is the probability that species ioccurred at camera station j
(MacKenzie et al., 2002).
We first fitted the occurrence model separately for each study
area. We incorporated site-level (i.e., camera station-specific) character-
istics affecting species-specific occurrence probabilities using a general-
ized linear mixed modelling approach (Dorazio & Royle, 2005). For
each study area, occurrence probability for species iat camera station j
was specified as follows:
5b0i1b1ilevel of protectionðÞ
j1b2idistance to roadsðÞ
1b3iprey detection ratesðÞ
1b5idistance to waterðÞ
We log transformed continuous covariates; then for each of the
study areas, we standardized all covariates to have a mean of 0 and SD
of 1. Therefore, the inverse logit of b0
was the occurrence probability
for species iat a camera station with average covariate values within
the respective study area. Remaining coefficients (b1
sent the effect of a one SD increase in the covariate value for species i.
This approach allows covariate relationships to be comparable across
study areas. We note, however, that the magnitude of the relationships
is study area specific because SD estimates varied across countries
(Supporting Information Appendix S1). Detection probability pwas
allowed to differ using a species-specific random effect, which was
drawn from a logit-normal distribution. In many cases, the density of a
species is related to both the overall occupancy probability and the
average site-specific detection probability, resulting in strong, positive
correlations between occupancy and detection among species (Royle &
Nichols, 2003). Therefore, we accounted for correlation (q)between
in the occupancy model and the species-specific detection parame-
, where logit(p)5a0
] by specifying the two parameters to be
jointly distributed (Dorazio & Royle, 2005).
For each of our occurrence models (n513 models representing
13 study areas), we linked species-specific responses using species-
specific random effects for intercept and slope parameters. Sharing
data across species leads to increased precision in estimates of species-
specific occupancy, particularly for rare and elusive species (Zipkin,
Royle, Dawson, & Bates, 2010), and provided a framework for estimat-
ing average effects and precision across the local carnivore community.
Specifically, for each occurrence model, the bcoefficients were mod-
elled as b
), where l
is the community-level mean
is the variance (Chandler et al., 2013). Thus, bcoefficients
were functions of both the community-level hyper-parameter and the
species-specific effect for the respective covariate.
We estimated posterior distributions of parameters using Markov
chain Monte Carlo (MCMC) implemented in JAGS (version 3.4.0),
which we called using R2Jags (Plummer, 2011) in R (R Core Develop-
ment Team 3.2.2). We generated three chains of 50,000 iterations
after a burn-in of 10,000 iterations and thinned by three. Priors for
each of the hyper-parameters included the following: a uniform distri-
bution of 0–1 on the real scale for b0
, a uniform distribution of 0–10
for rparameters, and a normal distribution with a mean of 0 and SD of
100 on the logit scale for the remaining covariate effects (b1
We assessed model convergence using the Gelman–Rubin statistic,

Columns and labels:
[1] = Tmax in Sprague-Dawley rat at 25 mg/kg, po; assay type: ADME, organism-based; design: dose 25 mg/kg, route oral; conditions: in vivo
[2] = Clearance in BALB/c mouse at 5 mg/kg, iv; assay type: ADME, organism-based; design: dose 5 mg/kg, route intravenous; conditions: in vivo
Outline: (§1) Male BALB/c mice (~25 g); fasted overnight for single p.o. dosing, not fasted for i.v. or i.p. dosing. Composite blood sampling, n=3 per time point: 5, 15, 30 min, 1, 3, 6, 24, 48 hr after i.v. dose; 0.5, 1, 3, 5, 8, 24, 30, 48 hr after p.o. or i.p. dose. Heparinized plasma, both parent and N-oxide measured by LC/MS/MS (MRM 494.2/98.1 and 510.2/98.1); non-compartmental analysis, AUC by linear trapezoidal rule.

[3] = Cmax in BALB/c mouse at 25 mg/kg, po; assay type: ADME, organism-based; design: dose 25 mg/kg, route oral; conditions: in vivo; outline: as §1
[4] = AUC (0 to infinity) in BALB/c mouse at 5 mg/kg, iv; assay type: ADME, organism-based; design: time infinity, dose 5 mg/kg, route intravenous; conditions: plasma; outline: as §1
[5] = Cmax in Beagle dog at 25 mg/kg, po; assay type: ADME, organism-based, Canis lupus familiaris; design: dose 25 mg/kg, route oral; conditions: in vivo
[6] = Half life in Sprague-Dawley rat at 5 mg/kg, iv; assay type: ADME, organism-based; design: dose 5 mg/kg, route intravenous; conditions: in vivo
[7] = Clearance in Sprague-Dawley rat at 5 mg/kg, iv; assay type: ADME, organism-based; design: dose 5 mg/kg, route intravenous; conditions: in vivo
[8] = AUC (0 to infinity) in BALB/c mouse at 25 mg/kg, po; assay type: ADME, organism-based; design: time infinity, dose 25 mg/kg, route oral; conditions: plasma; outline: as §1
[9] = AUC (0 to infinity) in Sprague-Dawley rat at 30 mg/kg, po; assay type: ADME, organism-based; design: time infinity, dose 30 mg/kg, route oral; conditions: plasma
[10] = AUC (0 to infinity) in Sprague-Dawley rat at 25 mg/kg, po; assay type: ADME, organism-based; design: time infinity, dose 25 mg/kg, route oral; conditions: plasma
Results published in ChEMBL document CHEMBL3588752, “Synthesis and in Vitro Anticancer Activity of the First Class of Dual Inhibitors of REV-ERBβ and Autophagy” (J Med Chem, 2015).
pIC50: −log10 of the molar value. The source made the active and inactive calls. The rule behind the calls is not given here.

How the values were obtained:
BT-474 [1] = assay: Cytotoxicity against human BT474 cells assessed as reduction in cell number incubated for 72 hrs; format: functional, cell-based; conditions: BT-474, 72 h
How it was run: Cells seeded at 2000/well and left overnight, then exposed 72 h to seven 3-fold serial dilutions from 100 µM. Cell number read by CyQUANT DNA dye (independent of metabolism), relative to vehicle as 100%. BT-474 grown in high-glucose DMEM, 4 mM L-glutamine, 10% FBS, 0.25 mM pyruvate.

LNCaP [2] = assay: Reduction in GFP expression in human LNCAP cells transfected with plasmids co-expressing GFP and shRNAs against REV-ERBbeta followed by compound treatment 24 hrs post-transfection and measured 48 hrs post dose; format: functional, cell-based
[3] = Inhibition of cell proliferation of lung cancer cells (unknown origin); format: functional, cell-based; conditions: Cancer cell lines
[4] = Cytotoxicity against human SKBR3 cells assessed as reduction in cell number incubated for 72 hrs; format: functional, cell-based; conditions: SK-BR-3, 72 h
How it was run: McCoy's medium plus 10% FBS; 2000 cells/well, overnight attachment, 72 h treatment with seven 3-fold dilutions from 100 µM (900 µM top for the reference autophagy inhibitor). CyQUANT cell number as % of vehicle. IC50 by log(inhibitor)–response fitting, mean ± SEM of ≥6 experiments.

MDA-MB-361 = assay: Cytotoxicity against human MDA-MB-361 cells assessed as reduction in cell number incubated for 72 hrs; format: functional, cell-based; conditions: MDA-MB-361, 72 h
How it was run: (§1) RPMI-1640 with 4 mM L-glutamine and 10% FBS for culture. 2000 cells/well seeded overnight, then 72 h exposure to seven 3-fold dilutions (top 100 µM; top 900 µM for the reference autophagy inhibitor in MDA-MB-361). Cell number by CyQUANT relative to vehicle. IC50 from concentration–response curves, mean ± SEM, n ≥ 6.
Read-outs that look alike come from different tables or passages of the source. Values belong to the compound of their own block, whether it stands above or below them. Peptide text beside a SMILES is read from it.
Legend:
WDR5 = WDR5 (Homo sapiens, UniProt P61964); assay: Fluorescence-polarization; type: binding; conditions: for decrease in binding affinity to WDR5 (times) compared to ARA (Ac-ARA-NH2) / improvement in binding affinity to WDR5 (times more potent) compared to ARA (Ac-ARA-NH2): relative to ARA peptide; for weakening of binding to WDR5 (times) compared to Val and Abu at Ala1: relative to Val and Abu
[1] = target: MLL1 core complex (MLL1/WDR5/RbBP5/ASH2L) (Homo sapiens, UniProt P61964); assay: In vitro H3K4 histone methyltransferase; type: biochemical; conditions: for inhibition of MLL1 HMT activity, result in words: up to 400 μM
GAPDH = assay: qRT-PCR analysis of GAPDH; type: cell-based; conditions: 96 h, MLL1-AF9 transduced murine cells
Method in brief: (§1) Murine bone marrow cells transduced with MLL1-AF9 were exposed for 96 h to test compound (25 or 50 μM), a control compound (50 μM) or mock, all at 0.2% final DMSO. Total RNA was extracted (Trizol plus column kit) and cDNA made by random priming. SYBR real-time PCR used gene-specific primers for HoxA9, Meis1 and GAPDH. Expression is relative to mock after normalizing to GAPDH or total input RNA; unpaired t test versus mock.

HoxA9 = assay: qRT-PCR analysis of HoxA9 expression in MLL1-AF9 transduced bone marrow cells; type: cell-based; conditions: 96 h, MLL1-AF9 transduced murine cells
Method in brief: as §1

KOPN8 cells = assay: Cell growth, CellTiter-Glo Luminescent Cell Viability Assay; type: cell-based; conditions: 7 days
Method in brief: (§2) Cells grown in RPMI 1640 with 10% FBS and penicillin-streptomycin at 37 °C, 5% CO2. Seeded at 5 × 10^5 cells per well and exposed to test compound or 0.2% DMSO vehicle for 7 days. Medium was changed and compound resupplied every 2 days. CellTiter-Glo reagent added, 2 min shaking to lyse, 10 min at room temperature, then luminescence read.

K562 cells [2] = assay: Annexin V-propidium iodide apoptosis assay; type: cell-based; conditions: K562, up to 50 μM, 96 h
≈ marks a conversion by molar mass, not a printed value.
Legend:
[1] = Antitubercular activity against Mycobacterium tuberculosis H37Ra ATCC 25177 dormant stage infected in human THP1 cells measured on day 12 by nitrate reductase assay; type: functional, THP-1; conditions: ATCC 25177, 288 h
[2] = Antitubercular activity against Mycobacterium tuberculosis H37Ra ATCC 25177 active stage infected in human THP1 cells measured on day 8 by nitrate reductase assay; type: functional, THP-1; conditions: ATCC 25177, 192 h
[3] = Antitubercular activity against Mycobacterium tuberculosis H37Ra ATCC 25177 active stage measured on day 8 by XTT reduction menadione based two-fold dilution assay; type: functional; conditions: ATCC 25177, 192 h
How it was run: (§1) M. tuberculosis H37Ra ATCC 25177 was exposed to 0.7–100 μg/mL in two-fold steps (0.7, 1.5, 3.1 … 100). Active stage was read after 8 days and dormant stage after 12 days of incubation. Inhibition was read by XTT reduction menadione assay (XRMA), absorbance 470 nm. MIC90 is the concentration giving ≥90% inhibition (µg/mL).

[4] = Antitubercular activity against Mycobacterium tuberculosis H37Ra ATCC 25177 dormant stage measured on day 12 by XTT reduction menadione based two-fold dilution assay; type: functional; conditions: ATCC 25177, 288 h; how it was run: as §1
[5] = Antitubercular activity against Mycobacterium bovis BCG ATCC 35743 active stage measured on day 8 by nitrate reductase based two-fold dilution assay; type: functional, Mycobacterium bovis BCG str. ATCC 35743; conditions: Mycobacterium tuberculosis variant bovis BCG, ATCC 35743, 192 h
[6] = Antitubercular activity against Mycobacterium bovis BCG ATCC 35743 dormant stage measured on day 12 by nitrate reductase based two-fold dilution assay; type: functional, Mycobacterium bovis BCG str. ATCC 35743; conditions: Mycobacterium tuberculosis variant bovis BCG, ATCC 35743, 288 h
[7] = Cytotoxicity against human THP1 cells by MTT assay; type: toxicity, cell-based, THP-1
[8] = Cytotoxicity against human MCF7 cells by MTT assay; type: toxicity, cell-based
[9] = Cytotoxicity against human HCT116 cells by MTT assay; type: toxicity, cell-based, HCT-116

where values <1.1 indicated convergence (Gelman, Carlin, Stern, &
Finally, we were also interested in estimating average covariate
effects across all study areas (i.e., global-level effects) using a multi-
region, multispecies model (Miller & Grant, 2015). To do this, we
refitted data from all the study areas simultaneously, still including
region-specific hyper-parameters for species-specific effects. This
allowed us to estimate an average effect across all regions (and
RICH ET AL.
precision of this effect) by calculating the average of the l
for each of the regions. Our approach allowed us to propagate uncer-
tainty across the multiple hierarchical levels (site, species and region)
when estimating an average global effect. We also used this model to
generate estimates of species richness at the level of individual camera
station jby summing the number of estimated species at a site within
each region during each of the model iterations. This allowed us to
generate predicted mean species richness to facilitate comparisons of
total predicted richness with respect to region and covariate values
(Rich et al., 2016; Zipkin et al., 2010). Our model code is provided in
Supporting Information Appendix S2.
Our research included 4,805 detections of 96 mammalian species from
the Order Carnivora, collected during >100,000 trap nights at >1,700
camera stations (Table 1). The mean recorded number of carnivore spe-
cies per study area was 12 (Table 1), ranging from three species in Nor-
way to 22 species in Botswana. The mean estimated occupancy across
all species and countries was 0.31 (i.e., on average each species was
estimated to occur at 31% of the sites within a study area where the
species was known to occur; SD 50.235). Species-specific estimates of
occupancy ranged from 0.02 for striped skunk (Mephitis mephitis)in
Canada to 0.90 for spotted hyena (Crocuta crocuta) in Botswana. Given
that we treated each trap day as a repeat survey, our estimated detec-
tion probabilities were low (
x50.04, SD 50.007) but highly variable
among species, ranging from 0.002 for fisher (Pekania pennanti)in
Canada to 0.21 for Pampas fox (Lycalopex gymnocercus) in Argentina.
Species- and country-specific estimates of occupancy, detection and
covariate effects are presented in Supporting Information Appendix S3.